In the original DMC implementation, the initial table is the set of all contexts of length 8 to 15 bits that begin on a byte boundary. The initial state is any of the 8 bit contexts. The counts are floating point numbers initialized to a small nonzero constant such as 0.2. The counts are not initialized to zero in order to allow values to be coded even if they have not been seen before in the current context.
Modeling is the same for compression and decompression. For each bit, p_{0} and p_{1} are computed, bit x_{i} is coded or decoded, the model is updated by adding 1 to the count corresponding to x_{i}, and the next context is found by traversing the link corresponding to x_{i}.
Adding new contexts
DMC as described above is equivalent to an order1 context model. However, it is normal to add longer contexts to improve compression. If the current context is A, and the next context B would drop bits on the left, then DMC may add (clone) a new context C from B. C represents the same context as A after appending one bit on the right as with B, but without dropping any bits on the left. The link from A will thus be moved from B to point to C. B and C will both make the same prediction, and both will point to the same pair of next states. The total count, n = n_{0} + n_{1} for C will be equal to the count n_{x} for A (for input bit x), and that count will be subtracted from B.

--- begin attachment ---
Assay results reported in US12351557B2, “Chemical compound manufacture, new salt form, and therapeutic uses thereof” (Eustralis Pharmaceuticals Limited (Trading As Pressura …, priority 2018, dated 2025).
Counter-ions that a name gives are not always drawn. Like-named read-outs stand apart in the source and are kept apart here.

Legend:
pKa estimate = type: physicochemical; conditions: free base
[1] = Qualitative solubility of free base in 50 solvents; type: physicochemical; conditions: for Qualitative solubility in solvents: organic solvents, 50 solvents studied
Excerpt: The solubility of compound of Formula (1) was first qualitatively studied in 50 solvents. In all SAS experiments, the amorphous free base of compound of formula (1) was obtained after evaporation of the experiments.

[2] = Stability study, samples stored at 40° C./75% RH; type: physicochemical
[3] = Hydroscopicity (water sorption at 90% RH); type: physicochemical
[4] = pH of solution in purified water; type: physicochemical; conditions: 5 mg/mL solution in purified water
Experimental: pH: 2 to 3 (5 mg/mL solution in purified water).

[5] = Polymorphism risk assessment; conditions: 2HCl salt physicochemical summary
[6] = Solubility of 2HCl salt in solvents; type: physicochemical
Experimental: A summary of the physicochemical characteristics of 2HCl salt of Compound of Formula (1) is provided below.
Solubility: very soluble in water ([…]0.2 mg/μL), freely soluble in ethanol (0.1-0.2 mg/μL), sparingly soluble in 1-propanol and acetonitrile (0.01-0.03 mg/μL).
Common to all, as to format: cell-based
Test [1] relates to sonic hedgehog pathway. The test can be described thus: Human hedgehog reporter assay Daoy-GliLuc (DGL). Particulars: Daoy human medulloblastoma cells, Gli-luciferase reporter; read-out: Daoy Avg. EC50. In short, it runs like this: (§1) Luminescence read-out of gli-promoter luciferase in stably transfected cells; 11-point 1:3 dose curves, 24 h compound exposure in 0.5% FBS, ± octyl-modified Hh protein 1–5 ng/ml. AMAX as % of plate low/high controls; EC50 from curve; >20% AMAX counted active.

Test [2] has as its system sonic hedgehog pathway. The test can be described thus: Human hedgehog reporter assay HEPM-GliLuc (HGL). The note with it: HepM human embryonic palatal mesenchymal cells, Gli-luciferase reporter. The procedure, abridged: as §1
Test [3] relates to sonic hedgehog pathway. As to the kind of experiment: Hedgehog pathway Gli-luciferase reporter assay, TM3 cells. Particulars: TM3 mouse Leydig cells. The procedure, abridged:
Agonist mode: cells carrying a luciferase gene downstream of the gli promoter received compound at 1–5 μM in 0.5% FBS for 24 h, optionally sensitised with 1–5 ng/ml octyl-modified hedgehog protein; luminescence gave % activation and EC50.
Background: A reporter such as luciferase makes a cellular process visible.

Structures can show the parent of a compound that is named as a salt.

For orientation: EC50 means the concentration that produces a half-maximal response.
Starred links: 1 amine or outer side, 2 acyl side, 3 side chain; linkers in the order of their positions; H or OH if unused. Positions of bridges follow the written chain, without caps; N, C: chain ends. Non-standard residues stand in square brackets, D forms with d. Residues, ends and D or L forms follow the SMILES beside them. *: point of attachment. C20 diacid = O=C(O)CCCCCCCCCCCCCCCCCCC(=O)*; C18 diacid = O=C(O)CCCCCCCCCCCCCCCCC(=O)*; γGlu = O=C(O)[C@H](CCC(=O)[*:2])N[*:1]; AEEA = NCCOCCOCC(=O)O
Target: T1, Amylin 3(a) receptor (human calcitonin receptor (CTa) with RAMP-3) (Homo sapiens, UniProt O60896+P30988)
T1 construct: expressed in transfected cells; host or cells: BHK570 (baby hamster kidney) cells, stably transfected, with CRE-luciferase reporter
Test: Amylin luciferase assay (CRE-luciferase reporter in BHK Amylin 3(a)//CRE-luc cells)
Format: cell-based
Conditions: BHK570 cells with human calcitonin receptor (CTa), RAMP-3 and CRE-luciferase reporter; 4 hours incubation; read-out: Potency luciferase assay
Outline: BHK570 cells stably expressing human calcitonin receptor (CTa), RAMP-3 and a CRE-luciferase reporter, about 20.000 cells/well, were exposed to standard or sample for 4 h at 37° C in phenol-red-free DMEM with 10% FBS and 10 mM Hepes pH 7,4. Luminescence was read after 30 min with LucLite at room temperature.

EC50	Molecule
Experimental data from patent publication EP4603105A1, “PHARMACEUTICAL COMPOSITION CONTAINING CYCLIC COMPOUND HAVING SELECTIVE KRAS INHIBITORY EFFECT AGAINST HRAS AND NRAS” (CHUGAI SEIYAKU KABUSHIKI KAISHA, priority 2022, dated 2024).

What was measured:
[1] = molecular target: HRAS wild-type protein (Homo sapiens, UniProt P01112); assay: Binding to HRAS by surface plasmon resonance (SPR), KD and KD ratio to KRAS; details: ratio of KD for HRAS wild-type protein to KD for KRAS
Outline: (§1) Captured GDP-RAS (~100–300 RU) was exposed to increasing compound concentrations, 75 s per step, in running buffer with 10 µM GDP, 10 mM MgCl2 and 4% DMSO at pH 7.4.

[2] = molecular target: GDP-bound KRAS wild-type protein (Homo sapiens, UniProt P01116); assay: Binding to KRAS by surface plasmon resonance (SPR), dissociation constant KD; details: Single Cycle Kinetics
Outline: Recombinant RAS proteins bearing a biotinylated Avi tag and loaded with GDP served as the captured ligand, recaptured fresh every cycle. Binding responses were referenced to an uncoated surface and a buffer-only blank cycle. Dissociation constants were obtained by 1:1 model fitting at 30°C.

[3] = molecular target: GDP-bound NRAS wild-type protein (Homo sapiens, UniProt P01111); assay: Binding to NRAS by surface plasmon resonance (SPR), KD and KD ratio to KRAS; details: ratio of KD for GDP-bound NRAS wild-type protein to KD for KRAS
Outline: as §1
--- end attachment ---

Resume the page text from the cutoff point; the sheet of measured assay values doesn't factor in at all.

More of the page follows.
For example, suppose that state A represents the context 11111. On input bit 0, it transitions to state B representing context 110, obtained by dropping 3 bits on the left. In context A, there have been 4 zero bits and some number of one bits. In context B, there have been 3 zeros and 7 ones (n = 10), which predicts p_{1} = 0.7.
State

n_{0}

n_{1}

next_{0}

next_{1}

A = 11111

4


B


B = 110

3

7

E

F

C is cloned from B. It represents context 111110. Both B and C predict p_{1} = 0.7, and both go to the same next states, E and F. The count for C is n = 4, equal to n_{0} for A. This leaves n = 6 for B.
State

n_{0}

n_{1}

next_{0}

next_{1}

A = 11111

4


C


B = 110

1.8

4.2

E

F

C = 111110

1.2

2.8

E

F

States are cloned just prior to transitioning to them. In the original DMC, the condition for cloning a state is when the transition from A to B is at least 2, and the count for B is at least 2 more than that. (When the second threshold is greater than 0, it guarantees that other states will still transition to B after cloning). Some implementations such as hook allow these thresholds to be set as parameters. In paq8l, these thresholds increase as memory is used up to slow the growth rate of new states. In most implementations, when memory is exhausted the model is discarded and reinitialized back to the original bytewise order 1 model.
References

^ Gordon Cormack and Nigel Horspool, "Data Compression using Dynamic Markov Modelling", Computer Journal 30:6 (December 1987)
External links

Data Compression Using Dynamic Markov Modelling

Google Developers YouTube channel: Compressor Head Episode 3 (Markov Chain Compression) ( Page will play audio when loaded)